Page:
- Including humorous or eye-catching videos in training programs.
LinkedIn says the video format should be essential to successful internal communications. You can actively encourage employee engagement by including interactive video elements such as quizzes, clickable links, or feedback forms.
To incentivize participation, consider offering small rewards or recognition for active involvement. This will build a sense of community and motivate employees to get involved in the communication process.
Visual storytelling can be a powerful tool for making workplace communications more enjoyable and memorable. One compelling way to inject fun into internal communications is to create visually appealing infographics, videos, or GIFs to convey important messages and updates.
Engage for Success, a voluntary movement that promotes employee engagement to benefit employees, teams, and organizations, suggests adding visuals or presenting your story in video form to make the story memorable. Here's an idea: when introducing a new company policy or initiative, use a humorous animated video to explain its benefits and how it aligns with the organization's goals. Visual content will simplify complex information and add an element of entertainment, making it easier for employees to absorb and remember key details.
Themed events and celebrations
Another way to inject fun into the workplace is by organizing themed events, or virtual celebrations that align with key company milestones.
Some ideas for relevant virtual celebrations include online costume contests, trivia contests via email, or even using themed Zoom backgrounds. In its list of 17 virtual team celebration ideas, Indeed suggests playing virtual board games, watching a movie, or even planning virtual surprise parties. These events boost morale and create opportunities for employees to bond and feel a stronger connection to each other and the company culture.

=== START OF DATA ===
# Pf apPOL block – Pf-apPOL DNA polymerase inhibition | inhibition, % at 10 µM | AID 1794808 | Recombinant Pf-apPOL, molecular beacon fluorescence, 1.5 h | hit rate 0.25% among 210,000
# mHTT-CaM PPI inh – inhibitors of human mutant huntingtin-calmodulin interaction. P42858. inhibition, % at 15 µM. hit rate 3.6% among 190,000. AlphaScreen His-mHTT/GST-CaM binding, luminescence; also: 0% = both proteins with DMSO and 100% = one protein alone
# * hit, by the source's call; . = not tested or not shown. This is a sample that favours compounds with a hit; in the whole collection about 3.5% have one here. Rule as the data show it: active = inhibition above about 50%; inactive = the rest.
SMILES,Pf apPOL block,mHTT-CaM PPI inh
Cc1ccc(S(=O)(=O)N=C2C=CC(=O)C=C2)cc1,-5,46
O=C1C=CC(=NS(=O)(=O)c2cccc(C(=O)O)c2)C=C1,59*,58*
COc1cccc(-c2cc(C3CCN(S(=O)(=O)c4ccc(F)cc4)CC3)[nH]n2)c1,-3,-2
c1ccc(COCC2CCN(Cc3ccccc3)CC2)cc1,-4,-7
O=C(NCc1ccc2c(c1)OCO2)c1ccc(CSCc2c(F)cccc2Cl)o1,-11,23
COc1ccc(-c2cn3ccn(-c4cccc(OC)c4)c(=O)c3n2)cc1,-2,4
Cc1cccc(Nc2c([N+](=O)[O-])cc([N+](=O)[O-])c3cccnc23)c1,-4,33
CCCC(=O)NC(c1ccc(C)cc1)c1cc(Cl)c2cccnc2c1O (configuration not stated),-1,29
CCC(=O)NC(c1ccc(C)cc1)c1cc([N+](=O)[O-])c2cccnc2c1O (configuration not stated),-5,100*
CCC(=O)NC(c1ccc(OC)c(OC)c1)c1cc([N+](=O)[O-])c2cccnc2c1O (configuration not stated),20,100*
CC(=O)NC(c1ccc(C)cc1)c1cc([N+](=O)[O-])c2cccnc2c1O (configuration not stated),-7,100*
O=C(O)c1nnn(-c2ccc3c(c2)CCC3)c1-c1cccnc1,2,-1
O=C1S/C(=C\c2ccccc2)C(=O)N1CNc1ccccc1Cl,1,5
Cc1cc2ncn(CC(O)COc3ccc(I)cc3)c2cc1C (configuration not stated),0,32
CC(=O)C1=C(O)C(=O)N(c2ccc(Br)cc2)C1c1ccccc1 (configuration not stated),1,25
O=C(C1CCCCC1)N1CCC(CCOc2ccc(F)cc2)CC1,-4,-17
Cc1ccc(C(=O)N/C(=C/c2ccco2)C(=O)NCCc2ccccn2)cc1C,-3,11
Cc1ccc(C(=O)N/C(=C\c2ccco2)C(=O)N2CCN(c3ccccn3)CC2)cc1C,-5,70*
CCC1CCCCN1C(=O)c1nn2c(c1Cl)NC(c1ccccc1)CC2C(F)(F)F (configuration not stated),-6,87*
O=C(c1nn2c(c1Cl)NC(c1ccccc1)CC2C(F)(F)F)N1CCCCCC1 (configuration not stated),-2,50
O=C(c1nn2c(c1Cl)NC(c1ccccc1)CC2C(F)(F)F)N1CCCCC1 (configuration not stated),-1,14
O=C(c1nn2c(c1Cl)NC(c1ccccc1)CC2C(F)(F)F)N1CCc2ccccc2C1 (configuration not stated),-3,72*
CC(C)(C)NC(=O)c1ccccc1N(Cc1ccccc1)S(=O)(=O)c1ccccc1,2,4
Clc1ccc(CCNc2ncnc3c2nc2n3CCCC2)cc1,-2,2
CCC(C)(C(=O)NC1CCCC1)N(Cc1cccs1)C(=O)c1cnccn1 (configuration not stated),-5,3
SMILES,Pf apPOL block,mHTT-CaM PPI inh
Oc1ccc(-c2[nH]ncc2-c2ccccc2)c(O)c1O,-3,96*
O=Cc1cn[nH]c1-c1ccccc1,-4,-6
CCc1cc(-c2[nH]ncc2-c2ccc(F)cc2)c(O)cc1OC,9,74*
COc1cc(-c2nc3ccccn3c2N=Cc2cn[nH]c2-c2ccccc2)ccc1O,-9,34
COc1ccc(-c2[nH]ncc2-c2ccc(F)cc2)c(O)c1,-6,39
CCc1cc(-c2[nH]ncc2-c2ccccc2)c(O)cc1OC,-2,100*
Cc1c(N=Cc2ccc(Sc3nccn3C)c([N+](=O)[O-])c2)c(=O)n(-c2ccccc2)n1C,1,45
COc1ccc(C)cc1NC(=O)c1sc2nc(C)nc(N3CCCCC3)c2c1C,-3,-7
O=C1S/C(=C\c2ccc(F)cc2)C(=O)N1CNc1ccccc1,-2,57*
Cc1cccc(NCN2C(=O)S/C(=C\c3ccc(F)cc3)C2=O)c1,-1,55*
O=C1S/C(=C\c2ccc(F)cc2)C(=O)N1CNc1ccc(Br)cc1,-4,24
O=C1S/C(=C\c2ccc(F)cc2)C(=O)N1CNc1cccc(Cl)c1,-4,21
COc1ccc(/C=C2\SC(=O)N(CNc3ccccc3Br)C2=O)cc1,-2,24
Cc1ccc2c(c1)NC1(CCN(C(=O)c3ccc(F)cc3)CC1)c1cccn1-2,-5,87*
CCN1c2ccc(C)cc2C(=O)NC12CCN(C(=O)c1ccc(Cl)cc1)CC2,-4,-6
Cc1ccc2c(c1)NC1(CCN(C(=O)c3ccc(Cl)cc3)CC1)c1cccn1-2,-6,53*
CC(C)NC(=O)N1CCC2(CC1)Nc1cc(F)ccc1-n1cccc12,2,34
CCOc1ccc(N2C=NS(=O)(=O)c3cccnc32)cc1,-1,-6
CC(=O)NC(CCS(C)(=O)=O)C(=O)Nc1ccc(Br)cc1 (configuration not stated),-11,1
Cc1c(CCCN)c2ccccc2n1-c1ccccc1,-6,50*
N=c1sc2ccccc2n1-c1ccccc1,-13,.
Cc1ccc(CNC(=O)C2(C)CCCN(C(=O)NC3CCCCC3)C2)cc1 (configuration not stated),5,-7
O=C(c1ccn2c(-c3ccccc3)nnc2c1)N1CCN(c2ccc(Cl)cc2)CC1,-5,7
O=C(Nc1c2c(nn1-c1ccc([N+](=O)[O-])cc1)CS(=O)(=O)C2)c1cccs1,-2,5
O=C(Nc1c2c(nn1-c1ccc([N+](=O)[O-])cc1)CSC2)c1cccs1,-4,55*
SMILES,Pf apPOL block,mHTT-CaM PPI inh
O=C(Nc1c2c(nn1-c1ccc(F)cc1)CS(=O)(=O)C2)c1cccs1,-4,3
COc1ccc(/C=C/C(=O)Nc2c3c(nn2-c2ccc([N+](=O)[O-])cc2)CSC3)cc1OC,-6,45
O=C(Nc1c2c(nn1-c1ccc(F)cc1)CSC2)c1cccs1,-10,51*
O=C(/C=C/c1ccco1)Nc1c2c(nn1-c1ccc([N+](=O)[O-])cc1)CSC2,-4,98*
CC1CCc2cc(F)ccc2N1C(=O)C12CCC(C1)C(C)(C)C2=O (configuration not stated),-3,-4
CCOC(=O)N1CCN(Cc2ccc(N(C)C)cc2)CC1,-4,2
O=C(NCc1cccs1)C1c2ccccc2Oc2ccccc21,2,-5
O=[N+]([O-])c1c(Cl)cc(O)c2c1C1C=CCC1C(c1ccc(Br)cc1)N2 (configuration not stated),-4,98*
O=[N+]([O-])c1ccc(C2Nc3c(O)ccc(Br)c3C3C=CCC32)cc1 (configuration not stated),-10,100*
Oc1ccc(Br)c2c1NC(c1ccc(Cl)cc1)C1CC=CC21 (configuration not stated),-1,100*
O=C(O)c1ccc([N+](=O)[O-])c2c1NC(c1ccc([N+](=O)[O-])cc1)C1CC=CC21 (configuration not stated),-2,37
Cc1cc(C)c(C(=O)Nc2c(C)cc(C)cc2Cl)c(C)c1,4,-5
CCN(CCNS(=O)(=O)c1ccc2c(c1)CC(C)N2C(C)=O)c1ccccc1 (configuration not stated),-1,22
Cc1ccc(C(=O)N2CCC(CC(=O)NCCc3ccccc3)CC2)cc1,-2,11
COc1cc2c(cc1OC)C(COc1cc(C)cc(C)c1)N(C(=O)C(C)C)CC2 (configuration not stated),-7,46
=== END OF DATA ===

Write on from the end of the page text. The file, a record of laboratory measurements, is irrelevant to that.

Highlighting individual employees or teams in a fun and creative way can forge a sense of recognition and appreciation within the organization. The Academy to Innovate HR discusses the benefits, best practices, and examples of the employee spotlight, some of which we will detail here.
Benefits of the employee spotlight
- Increasing employee morale
- Building a culture of appreciation where employees and management alike value and acknowledge each other
- Nurturing connections between employees by acting as an icebreaker between coworkers, teams, and locations
- Boosting the company's branding by showing potential applicants what it's like to work for the organization
- Acting as a sales tool by humanizing the organization and giving customers a feel for who they're working with
Best practices when creating employee spotlights
- Decide on the best format, whether videos, blog posts, emails, etc.
- Choose team members to highlight from various areas of the organization.
- Promote the employee spotlight on multiple channels, such as the company website or social media.
- Track the results to obtain data (e.g., click-through rates, post engagement, direct feedback, and more) that will allow you to understand what works and improve as you continue the employee spotlight program.
Where to publish employee spotlights